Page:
Boothby was an unsuccessful parliamentary candidate for Orkney and Shetland (1923). He was elected the MP for Aberdeen and Kincardine East (1924). He knew nothing about agriculture and fisheries which were important to his constituents. He became knowledgeable about both and pursued the issues vigorously with his parliamentary colleagues. Baldwin reportedly walked by Boothby in the House Chamber with Boothby pursuing an issue and disdainfully commented "Herrings again." Boothby was a keen traveler, and visited Germany every year (1925-33). He loved music and travel to Bayreuth to hear the Wagnerian operas was often on his agenda. He was delivering a talk on the Depression economic crisis (1932). Hitler not yet chancellor asked to see him. When they met, Hitler clicked his heels, raised him arms, and shouted 'Hitler!" Not to be outdone, Boothby clicked his heels and shouted 'Boothby!"They had along talk, including the Jews. Hitler assured him that 'there would be no pogroms'. The next year when he returned to Germany he found signs outside villages 'Jews forbidden here'. There were swastikas everywhere. And he saw Bayreuth 'turned, or distorted, into a NAZI shrine.' [Boothby, Recollections, pp. 11911.] He never returned to NAZI Germany again and delivered the first clear warning about German war fever, and where Hitler and the Nazis were headed. He was Parliamentary Private Secretary to Chancellor of the Exchequer Winston Churchill (1926-29). He became a loyal supporter of Churchill during his 'wilderness years'. He helped launch the Popular Front (December 1936).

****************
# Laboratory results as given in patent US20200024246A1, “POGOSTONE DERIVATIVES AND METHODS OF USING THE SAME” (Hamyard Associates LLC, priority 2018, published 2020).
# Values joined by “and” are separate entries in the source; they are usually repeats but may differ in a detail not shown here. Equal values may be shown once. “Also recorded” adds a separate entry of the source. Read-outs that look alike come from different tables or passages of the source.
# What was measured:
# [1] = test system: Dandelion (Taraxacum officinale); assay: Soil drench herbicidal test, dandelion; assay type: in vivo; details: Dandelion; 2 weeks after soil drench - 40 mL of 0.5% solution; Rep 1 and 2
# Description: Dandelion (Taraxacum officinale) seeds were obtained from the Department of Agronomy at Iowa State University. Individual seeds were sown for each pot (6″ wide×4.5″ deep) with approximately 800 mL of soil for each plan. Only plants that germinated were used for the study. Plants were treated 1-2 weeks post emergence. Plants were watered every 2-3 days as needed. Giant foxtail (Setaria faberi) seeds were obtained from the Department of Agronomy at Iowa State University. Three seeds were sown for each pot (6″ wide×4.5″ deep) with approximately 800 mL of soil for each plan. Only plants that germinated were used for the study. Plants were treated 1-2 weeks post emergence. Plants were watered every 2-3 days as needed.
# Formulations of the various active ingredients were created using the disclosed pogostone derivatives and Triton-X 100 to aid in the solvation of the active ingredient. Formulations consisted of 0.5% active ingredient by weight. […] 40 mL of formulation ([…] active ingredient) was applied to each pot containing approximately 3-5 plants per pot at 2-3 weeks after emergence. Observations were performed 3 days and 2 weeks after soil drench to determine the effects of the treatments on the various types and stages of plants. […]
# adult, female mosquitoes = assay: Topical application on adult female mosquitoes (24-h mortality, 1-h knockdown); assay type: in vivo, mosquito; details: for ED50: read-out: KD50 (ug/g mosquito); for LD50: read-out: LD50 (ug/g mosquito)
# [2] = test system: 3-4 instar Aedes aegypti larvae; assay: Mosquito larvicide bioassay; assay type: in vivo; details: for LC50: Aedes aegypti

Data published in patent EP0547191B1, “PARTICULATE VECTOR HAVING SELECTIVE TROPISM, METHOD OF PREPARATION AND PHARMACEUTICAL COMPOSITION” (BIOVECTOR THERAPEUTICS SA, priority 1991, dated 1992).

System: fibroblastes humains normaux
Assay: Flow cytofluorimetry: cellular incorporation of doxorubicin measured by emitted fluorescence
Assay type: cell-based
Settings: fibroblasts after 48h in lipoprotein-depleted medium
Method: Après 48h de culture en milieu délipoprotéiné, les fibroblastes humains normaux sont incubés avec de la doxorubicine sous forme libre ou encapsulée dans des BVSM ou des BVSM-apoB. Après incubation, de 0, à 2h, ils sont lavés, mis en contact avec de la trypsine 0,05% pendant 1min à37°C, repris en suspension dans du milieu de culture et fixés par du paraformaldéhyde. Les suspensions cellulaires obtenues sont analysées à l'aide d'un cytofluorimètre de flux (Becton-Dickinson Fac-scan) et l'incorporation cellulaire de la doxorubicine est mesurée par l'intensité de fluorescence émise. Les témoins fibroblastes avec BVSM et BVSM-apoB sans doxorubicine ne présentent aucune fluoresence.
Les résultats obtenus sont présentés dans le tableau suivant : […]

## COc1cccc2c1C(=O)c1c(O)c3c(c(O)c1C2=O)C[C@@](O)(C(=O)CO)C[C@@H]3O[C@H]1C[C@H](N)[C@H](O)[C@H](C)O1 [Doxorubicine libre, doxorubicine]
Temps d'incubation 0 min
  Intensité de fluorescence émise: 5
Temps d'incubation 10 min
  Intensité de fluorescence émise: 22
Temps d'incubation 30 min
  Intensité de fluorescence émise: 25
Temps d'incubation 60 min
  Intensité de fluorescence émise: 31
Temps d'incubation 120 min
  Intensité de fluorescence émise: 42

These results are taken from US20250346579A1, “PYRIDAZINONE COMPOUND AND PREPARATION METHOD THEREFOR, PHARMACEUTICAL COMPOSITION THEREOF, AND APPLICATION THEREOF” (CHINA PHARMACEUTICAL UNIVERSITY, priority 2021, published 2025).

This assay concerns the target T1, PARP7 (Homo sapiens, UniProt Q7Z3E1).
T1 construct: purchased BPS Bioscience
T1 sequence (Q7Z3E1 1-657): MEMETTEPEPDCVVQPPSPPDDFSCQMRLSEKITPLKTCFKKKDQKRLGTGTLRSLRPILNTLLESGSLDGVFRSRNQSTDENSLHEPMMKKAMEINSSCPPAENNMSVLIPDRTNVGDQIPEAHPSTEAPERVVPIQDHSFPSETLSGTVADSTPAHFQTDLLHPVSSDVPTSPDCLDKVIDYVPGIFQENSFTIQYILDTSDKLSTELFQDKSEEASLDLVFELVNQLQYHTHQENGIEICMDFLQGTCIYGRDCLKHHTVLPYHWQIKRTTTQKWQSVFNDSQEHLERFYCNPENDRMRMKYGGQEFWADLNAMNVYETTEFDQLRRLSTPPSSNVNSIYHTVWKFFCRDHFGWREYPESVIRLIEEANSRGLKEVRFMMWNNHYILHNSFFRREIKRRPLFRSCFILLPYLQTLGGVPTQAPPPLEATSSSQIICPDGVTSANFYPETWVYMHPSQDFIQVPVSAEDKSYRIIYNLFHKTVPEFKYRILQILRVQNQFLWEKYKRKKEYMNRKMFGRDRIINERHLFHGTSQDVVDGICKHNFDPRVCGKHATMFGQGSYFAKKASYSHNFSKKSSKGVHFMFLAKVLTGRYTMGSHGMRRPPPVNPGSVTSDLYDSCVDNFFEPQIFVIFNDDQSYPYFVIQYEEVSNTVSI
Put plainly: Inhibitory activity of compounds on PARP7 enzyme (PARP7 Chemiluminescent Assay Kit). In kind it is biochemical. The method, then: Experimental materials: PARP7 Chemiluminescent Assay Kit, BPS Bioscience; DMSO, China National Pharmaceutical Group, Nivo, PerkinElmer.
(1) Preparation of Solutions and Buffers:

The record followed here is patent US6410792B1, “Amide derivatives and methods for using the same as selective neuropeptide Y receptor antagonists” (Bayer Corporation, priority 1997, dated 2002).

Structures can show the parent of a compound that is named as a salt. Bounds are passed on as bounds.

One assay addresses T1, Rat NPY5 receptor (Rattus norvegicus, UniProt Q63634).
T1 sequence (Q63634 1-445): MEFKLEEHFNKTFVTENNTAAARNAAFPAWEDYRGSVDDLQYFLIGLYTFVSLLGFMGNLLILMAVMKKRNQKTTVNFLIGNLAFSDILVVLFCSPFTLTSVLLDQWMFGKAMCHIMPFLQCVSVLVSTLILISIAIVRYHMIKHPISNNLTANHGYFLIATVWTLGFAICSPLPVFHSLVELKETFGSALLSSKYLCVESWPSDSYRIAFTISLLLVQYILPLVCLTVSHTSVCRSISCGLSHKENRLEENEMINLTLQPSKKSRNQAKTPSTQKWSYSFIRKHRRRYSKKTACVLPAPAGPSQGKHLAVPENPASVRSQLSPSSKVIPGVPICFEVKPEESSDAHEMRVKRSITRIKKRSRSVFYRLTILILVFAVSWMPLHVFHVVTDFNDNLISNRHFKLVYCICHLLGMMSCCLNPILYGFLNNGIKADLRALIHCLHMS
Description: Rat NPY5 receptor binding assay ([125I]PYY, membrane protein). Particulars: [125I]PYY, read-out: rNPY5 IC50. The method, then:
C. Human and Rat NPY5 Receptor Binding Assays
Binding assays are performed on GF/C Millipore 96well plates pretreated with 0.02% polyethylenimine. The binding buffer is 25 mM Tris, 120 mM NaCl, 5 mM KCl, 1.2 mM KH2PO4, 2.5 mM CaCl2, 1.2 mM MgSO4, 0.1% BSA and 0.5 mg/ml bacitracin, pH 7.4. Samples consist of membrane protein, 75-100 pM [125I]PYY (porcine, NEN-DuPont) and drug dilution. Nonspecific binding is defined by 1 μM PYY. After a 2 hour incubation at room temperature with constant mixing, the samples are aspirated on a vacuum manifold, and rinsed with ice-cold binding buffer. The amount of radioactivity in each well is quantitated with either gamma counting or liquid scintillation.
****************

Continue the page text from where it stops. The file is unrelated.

Brendan Bracken

Brendan Rendall Bracken, 1st Viscount Bracken (1901-58) was an Irish-born businessman and a minister in the British Conservative cabinet. He is noted for opposing the Bank of England's co-operation with Adolf Hitler. He subsequently strongly supporting Winston Churchill's vigorous prosecution of the War against Hitler. He was Minister of Information (1941-45).

Cato

Guilty Men (1940) was a British political tract written under the pseudonym 'Cato', published after the fall of France during the Battle of Britain (July 1940). It accused 15 public figures for attempting to appease Hitler rather than vigorously rearming to confront NAZI aggression. it was written by three politicians including future Labour leader Michael Foot. Left unsaid was the fact that Labour many leaders were even more opposed to rearmament than Baldwin and Chamberlain.

Victor Cazalet